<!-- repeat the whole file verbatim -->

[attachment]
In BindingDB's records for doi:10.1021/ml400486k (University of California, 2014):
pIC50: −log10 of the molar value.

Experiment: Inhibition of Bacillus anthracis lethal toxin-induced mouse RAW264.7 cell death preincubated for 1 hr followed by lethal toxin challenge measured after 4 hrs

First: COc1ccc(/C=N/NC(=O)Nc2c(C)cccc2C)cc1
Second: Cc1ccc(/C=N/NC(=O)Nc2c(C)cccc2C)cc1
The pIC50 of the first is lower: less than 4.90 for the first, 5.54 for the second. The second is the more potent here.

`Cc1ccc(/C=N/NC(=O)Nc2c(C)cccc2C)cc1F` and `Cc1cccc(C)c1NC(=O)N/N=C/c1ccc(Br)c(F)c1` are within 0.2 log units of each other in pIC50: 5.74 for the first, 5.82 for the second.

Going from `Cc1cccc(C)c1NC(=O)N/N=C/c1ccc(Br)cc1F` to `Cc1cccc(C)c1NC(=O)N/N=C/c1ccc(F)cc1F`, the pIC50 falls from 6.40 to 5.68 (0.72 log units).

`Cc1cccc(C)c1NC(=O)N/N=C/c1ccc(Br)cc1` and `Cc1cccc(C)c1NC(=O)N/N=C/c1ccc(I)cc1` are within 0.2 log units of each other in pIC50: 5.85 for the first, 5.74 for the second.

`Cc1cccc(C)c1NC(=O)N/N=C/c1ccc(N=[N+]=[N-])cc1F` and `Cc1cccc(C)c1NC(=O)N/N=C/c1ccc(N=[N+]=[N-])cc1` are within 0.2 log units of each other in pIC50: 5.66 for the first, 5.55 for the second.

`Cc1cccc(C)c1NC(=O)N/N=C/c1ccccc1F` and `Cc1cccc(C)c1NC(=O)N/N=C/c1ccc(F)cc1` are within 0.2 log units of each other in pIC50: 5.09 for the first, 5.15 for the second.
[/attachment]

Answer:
In BindingDB's records for doi:10.1021/ml400486k (University of California, 2014):
pIC50: −log10 of the molar value.

Experiment: Inhibition of Bacillus anthracis lethal toxin-induced mouse RAW264.7 cell death preincubated for 1 hr followed by lethal toxin challenge measured after 4 hrs

First: COc1ccc(/C=N/NC(=O)Nc2c(C)cccc2C)cc1
Second: Cc1ccc(/C=N/NC(=O)Nc2c(C)cccc2C)cc1
The pIC50 of the first is lower: less than 4.90 for the first, 5.54 for the second. The second is the more potent here.

`Cc1ccc(/C=N/NC(=O)Nc2c(C)cccc2C)cc1F` and `Cc1cccc(C)c1NC(=O)N/N=C/c1ccc(Br)c(F)c1` are within 0.2 log units of each other in pIC50: 5.74 for the first, 5.82 for the second.

Going from `Cc1cccc(C)c1NC(=O)N/N=C/c1ccc(Br)cc1F` to `Cc1cccc(C)c1NC(=O)N/N=C/c1ccc(F)cc1F`, the pIC50 falls from 6.40 to 5.68 (0.72 log units).

`Cc1cccc(C)c1NC(=O)N/N=C/c1ccc(Br)cc1` and `Cc1cccc(C)c1NC(=O)N/N=C/c1ccc(I)cc1` are within 0.2 log units of each other in pIC50: 5.85 for the first, 5.74 for the second.

`Cc1cccc(C)c1NC(=O)N/N=C/c1ccc(N=[N+]=[N-])cc1F` and `Cc1cccc(C)c1NC(=O)N/N=C/c1ccc(N=[N+]=[N-])cc1` are within 0.2 log units of each other in pIC50: 5.66 for the first, 5.55 for the second.

`Cc1cccc(C)c1NC(=O)N/N=C/c1ccccc1F` and `Cc1cccc(C)c1NC(=O)N/N=C/c1ccc(F)cc1` are within 0.2 log units of each other in pIC50: 5.09 for the first, 5.15 for the second.